Recently in Texas we had some elections, and I was very interested in the smears politicians hurled at each other. The worst thing a politician can be called here is a “Washington Insider” as the Federal Government obviously represents nothing but waste, incompetence, cronyism and assaults on freedom. Some of this contempt is undoubtedly deserved, but it’s not as if the Feds are entirely awful. For instance, Washington runs the military, which most Texans support very strongly.
Another common insult - “moderate”- is more intriguing. It’s best uttered with a knowing sneer, as if the accused is concealing a foul perversion. Now you might think that moderation is a good thing - not too radical or partisan, willing to change positions when presented with evidence. But in Texas, to be a moderate is BAD.
So is the opposite - “extremist”- good? Nope. In Texas, the opposite of “moderate” is “conservative”; a moderate is therefore a phony conservative; a donkey in elephant’s clothing; a fifth columnist waiting to sell out to the Feds!
But it’s not only in Texas that “moderate” is acquiring confusing new meanings. Politicians and media types abuse the word all the time, particularly when talking about the Middle East.
I first noticed this when Recep Tayyip Erdogan was elected prime minister of Turkey. Suddenly journalists were tossing around the new collocation “moderate Islamist.” Optimistic analysts declared that Turkey would demonstrate how to reconcile faith and tradition with Western-style democracy. Indeed, in 2009 President Obama held Turkey up as an exemplar of awesomeness, declaring that under Erdogan the country had become:
“…a modern nation state that respects democracy, respects the rule of law and is striving toward a modern economy."
All well and good, but I remembered reading that Mr. Erdogan had once compared democracy to a streetcar - "You ride it until you arrive at your destination, then you step off." For a long period in his career he also refused to shake women by the hand, which is not liberal, or moderate, or even groovy. But Turkey is a complex country so I suspended judgment, even as lots of military men were subjected to what sure do look like show trials to me!
Then last week I read that the Turkish pianist Fazil Say had been charged with “publicly insulting religious values” after making some mildly irreverent gags about the Islamic Paradise and the call to prayer on Twitter. The penalty? Eighteen months in jail. That’s not moderate at all, unless your frame of reference is Saudi Arabia, Iran or Afghanistan.
The media and politicians have also assured us that the Islamist Ennahda party which leads Tunisia’s government is moderate. And indeed, Ennahda declined to enshrine Sharia law in the country’s new constitution, which is a genuinely moderate thing to do. On the other hand, this January a Tunis TV station broadcast the French cartoon Persepolis, which briefly depicts Allah as an old chap with a beard, and the local Salafists went wild, smashing things and issuing threats. Shortly thereafter, a newspaper editor published a picture of a German-Tunisian soccer player with his hands over his girlfriend’s boobies. Once again, the Salafists erupted in fury - and not because they couldn’t see her nipples.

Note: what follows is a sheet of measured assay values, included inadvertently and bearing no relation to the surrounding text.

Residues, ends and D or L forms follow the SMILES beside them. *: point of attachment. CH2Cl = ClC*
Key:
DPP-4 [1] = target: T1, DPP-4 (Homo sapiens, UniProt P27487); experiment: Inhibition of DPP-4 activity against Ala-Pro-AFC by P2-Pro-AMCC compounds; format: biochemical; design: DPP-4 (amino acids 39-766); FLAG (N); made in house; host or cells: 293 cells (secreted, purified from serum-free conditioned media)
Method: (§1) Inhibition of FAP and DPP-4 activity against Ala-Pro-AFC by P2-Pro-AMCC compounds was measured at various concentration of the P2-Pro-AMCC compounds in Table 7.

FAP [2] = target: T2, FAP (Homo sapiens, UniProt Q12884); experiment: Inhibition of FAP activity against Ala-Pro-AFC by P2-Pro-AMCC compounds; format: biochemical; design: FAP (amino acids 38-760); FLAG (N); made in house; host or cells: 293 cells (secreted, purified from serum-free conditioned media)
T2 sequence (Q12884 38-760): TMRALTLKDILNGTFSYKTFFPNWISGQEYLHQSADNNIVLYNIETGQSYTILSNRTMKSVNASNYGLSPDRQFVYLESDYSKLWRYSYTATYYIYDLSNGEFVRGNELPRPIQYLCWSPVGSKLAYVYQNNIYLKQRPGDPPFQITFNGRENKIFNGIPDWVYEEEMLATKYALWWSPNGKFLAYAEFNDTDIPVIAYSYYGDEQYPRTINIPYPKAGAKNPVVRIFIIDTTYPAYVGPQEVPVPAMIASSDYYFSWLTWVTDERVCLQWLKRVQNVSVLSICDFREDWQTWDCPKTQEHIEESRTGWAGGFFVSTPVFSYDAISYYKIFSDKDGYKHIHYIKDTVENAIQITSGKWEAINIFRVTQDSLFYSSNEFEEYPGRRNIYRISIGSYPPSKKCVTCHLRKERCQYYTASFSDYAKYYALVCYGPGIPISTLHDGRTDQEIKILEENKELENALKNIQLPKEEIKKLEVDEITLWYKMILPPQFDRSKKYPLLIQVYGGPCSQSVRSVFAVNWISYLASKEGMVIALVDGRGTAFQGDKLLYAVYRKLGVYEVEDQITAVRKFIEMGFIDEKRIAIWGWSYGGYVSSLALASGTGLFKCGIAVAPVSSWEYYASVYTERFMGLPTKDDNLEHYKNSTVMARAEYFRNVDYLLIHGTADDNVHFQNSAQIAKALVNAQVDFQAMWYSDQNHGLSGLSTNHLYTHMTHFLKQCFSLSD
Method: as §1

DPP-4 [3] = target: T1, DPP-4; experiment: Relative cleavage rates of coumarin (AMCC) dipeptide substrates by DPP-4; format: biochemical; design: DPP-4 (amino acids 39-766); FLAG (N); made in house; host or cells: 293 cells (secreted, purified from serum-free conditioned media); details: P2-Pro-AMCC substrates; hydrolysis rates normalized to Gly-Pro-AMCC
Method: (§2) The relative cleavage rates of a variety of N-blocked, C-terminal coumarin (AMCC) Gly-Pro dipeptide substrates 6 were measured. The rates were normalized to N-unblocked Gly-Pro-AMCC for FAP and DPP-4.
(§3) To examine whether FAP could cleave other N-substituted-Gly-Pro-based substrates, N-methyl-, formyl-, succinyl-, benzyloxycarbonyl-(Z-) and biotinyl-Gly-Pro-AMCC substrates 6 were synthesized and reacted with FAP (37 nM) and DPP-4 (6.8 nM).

The TV boss and newspaper editor were then put on trial and fined. A system that sides with angry fanatics who hate cartoons and boobies you can’t even see properly is not moderate - unless your frame of reference is Saudi Arabia, Iran and Afghanistan.
Which brings us to Egypt and its infinitely depressing revolution, which was supposedly going to result in a liberal democracy run by “Facebook kids” until the patently radical Muslim Brotherhood asserted itself. But not to worry, for Mr. Obama’s own intelligence chief James Clapper declared that the “moderate” MB was also “largely secular”- a statement of cosmic ignorance that shall surely resonate through the ages. The story is still unfolding of course, but over 30 percent of Egyptian voters abandoned the religious parties between the parliamentary and presidential elections, suggesting that they’re not that convinced by all this “moderate” malarkey either.
None of this is new. Members of the Carter administration variously described the Ayatollah Khomeini as “a saint,” “Gandhi-like” and a man of “impeccable integrity and honesty.” We all saw how that worked out; so why the obfuscation and gibberish today? Partly it’s diplomacy - governments have to do business with regimes they don’t like all the time. But I also think it’s a projection of desire - it’s what politicians and journalists would like to be true, combined with a natural human reluctance to face the ugly, difficult choices that lie in store for us.
It seems then that “moderate” (in America at least) is a noun that has slipped free of its moorings. It does not reveal but rather obscures reality, and so should probably be retired. “The beginning of wisdom is to call things by their proper names” said Confucius. We are a long way even from the beginning, alas.
The views expressed in this article are the author’s and may not necessarily represent those of RIA Novosti.
What does the world look like to a man stranded deep in the heart of Texas? Each week, Austin- based author Daniel Kalder writes about America, Russia and beyond from his position as an outsider inside the woefully - and willfully - misunderstood state he calls “the third cultural and economic center of the USA.”
Daniel Kalder is a Scotsman who lived in Russia for a decade before moving to Texas in 2006. He is the author of two books, Lost Cosmonaut (2006) and Strange Telescopes (2008), and writes for numerous publications including The Guardian, The Observer, The Times of London and The Spectator.